Monday, December 14, 2009
A Louisiana hearing committee has recommended a one-year suspension with all but 30 days deferred in a matter involving three client complaints. The misconduct involved failure to escrow advance fees and return unearned fees after discharge. The attorney, represented by counsel, entered into a stipulation and was the sole witness at the bar hearing. When his testimony appeared to be "at odds factually with the Joint Stipulation" the committee questioned whether the attorney "had knowingly and intentionally entered into what was essentially an admission of both facts and guilt, thereby relieving the ODC from its burden of proving the formal charges by clear and convincing evidence." The committee then satisfied itself that the "plea" was entered into knowingly and voluntarily.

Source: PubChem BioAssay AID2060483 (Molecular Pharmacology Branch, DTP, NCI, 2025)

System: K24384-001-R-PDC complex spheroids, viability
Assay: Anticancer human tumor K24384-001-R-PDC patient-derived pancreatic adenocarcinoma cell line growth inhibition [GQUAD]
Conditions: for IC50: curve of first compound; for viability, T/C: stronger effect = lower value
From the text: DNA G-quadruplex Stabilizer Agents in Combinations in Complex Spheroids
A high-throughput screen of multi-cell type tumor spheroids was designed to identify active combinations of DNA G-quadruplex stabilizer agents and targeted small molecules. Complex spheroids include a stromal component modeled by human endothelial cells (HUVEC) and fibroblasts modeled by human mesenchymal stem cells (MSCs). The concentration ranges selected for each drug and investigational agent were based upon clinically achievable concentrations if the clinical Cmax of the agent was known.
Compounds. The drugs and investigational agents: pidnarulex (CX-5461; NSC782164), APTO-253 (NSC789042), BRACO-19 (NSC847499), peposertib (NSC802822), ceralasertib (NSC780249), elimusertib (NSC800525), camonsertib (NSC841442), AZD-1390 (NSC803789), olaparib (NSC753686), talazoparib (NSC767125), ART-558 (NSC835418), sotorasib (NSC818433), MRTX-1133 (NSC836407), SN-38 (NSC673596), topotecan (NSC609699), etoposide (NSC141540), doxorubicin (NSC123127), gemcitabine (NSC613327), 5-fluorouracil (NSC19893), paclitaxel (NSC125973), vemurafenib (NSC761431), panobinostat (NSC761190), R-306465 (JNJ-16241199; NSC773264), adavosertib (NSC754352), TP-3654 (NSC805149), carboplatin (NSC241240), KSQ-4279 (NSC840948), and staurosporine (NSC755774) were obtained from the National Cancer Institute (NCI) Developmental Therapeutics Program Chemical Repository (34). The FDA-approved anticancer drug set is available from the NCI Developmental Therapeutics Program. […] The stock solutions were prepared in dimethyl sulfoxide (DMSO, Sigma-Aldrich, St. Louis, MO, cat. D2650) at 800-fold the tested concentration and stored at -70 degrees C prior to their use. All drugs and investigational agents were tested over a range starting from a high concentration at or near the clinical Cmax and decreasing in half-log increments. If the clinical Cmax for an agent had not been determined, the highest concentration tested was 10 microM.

A lawyer member concurred with some harsh language:
Given the stipulations, the Committee had no choice but to find the Rules were violated as alleged and to recommend an appropriate sanction. I concur in order to point out that the Respondent might have benefitted from more capable counsel on the one hand and a less vindictive ODC on the other. I interpret the court's admonition on "overcharging" [in a 2003 case] as a general reminder to ODC to perform its function in a manner consistent with the purposes of lawyer disciplinary enforcement, rather than as an exercise of unrestrained prosecutorial power.